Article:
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A quick-and-dirty method might be to use a noise gate. Reverb is often much quiter tha the voice itself so you could apply a noise gate to the track and set the threshold to be as low as possible such that it captures only the voice. If you're not familiar with a noise gate, it's a device (software or physical) which silences output if the signal is less ...


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You can try with de-reverberation programs. There has been a lot of progress in the area, so these programs can achieve pretty good results. Some options are: Zynaptiq Unveil Izotope RX3 Acon Digital DeVerberate Vocal Dereverberation


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One old technique for this is to copy the track or tracks, invert the phase on each and apply a high ratio compressor to the inverted track. When you mix the treated tracks with the originals, the parts that were left by the compressor will cancel out. See De-Verb for Free: Removing Reverb using Free Plugins for a fairly good explanation of this technique. ...


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I've practiced with a metronone for long enough to develope that internal pulse. After hearing a very good lesson by Troy Stetina I've realized it's time to go to a drum machine because he talks about the importance of being able to listen to everything the drums are doing including the fills. I also now remember Malcolm Young saying in an interview that ...


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The difference is - they sound different. Neither method aims for "accuracy" in the way a purist stereo recording of acoustic instruments in a beautiful-sounding room does! The idea is to grunge up the guitar sound. Don't worry about how closely one method copies the other, just about whether you like the result.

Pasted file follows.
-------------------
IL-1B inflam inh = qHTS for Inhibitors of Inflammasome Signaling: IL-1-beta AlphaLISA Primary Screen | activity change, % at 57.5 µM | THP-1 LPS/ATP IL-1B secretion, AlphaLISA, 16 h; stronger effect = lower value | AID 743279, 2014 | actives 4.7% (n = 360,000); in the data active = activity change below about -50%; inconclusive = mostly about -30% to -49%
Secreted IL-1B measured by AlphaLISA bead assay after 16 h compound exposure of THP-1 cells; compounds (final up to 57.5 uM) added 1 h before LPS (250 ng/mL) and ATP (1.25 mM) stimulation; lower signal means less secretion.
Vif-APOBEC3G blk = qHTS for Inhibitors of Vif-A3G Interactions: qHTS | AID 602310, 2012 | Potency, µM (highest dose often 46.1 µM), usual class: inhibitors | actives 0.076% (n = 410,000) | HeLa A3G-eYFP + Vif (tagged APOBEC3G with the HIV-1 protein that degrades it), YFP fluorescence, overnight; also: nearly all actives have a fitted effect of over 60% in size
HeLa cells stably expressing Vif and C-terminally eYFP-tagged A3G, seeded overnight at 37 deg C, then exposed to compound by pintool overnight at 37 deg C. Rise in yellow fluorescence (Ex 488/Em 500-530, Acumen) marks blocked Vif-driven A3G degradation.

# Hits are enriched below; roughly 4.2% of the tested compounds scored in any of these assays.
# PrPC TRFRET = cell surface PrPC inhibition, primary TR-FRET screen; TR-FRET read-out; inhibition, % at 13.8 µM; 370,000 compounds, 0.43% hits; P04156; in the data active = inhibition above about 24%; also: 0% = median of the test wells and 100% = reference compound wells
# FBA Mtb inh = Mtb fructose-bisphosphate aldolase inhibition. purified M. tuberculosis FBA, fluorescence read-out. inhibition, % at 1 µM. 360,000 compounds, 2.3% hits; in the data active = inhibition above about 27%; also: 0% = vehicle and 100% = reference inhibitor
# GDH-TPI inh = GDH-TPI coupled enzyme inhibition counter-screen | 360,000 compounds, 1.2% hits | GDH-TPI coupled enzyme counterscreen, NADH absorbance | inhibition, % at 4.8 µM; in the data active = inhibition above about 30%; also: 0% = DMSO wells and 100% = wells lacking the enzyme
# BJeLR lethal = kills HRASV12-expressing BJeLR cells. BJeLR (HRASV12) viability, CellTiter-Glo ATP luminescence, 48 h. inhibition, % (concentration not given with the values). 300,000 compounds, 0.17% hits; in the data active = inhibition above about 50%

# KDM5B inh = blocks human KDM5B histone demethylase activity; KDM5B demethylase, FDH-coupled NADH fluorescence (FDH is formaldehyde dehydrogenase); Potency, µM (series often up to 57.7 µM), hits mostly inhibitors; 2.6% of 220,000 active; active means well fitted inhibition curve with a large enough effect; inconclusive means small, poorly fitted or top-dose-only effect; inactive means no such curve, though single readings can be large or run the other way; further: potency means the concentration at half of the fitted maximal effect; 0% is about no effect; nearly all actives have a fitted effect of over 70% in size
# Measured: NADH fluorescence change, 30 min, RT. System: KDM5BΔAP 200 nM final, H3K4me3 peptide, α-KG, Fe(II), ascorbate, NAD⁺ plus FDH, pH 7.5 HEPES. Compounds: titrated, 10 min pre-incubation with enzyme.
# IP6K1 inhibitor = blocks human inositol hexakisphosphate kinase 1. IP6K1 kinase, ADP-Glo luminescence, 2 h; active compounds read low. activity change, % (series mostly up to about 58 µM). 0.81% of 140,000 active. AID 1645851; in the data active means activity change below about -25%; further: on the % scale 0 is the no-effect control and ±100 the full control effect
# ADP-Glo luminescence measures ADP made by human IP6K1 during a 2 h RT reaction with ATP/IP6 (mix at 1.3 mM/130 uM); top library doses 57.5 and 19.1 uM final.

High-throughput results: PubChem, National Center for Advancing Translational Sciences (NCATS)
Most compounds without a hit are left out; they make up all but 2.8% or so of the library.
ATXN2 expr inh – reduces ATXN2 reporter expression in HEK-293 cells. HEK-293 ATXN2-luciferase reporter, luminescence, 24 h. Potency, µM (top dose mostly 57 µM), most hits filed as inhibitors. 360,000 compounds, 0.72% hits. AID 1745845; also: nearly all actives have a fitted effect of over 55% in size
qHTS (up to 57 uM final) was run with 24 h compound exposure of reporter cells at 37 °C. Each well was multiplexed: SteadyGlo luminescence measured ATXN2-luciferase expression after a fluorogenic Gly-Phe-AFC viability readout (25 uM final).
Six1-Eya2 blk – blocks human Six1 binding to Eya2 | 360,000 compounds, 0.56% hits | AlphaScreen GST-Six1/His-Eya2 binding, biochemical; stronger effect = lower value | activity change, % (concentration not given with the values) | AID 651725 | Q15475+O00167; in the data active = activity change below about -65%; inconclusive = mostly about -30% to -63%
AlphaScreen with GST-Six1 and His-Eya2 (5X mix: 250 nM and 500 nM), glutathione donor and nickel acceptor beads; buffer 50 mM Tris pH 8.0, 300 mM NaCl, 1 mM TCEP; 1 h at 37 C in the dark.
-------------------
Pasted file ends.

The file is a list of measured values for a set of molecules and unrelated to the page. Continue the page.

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They sound 'bad' because they are not naturally created sounds. They are not the sounds of acoustic instruments, which have a much wider array of characteristics as compared to just some particular frequencies sounding for a particular time.


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I am the developer of Chordastic, I think this is the software you are looking for. It can produce really nice lyrics and chord sheets with minimum effort and with very easy UI.


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If I understand correctly, you have a midi file with N different tracks, and you want to create N sound files out of that where for each sound file, one of the tracks is proportionately louder than all the other tracks. If that's the case, you can do this with python and the fantastic music21 library: from music21 import * ##Load in a MIDI file st = ...


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GarageBand is a bit limited compared to Logic Pro X, but there's a hack that you can use. It's sort of cumbersome though, but it should work. Essentially, you're going to create 2 software instruments and add the AUPitch plugin to one of them detuning it by a quarter tone (up or down, doesn't matter). Create 2 tracks (of the same instrument) Move to one of ...


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Adding my answer from software recommendations to this thread: Check out 'Pitch' on the apple app store: https://itunes.apple.com/gb/app/id989140910?mt=8&ign-mpt=uo=6 It shows random notes and listens for the note you play. You get a point for each right note. Here is the website: http://www.practicemakesperfect.education You can change clef and key ...


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Go to the MIDI/Audio menu -> Quantization Settings... -> More Settings -> check "Minimize Number of Rests" and check "Allow Dotted Rests in Simple Meters" Then highlight the measures you want to affect and run MIDI/Audio -> Retranscribe.



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